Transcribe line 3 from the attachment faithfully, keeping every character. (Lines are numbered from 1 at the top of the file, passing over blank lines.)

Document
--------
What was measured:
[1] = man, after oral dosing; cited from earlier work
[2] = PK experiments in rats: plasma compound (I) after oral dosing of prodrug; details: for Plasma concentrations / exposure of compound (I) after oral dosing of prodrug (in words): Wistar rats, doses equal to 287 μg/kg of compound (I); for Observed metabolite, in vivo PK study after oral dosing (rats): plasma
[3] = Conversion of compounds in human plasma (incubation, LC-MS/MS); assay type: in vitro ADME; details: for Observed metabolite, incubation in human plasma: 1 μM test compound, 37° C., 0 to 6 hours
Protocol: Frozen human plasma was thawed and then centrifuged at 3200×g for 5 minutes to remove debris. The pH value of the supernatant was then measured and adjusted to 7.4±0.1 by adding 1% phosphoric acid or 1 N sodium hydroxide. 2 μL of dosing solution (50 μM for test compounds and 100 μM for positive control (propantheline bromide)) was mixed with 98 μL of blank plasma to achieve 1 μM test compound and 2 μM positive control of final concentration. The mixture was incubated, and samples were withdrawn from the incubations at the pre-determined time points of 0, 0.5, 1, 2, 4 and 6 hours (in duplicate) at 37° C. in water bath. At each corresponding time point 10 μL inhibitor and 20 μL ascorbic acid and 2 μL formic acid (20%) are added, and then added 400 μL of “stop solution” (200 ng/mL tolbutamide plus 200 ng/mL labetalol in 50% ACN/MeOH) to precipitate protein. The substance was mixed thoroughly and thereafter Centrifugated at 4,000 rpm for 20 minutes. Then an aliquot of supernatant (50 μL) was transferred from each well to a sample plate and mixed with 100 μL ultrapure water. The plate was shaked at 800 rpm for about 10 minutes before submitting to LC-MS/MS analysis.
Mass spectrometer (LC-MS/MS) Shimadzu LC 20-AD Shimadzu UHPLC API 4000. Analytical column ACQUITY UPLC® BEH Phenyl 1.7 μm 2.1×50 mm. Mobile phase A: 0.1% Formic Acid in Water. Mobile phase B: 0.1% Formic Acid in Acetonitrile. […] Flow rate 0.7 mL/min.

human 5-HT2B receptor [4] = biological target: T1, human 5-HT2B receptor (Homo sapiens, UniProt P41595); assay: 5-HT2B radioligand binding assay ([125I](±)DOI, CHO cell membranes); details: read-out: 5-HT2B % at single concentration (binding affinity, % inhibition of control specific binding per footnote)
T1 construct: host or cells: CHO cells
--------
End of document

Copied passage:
[2] = PK experiments in rats: plasma compound (I) after oral dosing of prodrug; details: for Plasma concentrations / exposure of compound (I) after oral dosing of prodrug (in words): Wistar rats, doses equal to 287 μg/kg of compound (I); for Observed metabolite, in vivo PK study after oral dosing (rats): plasma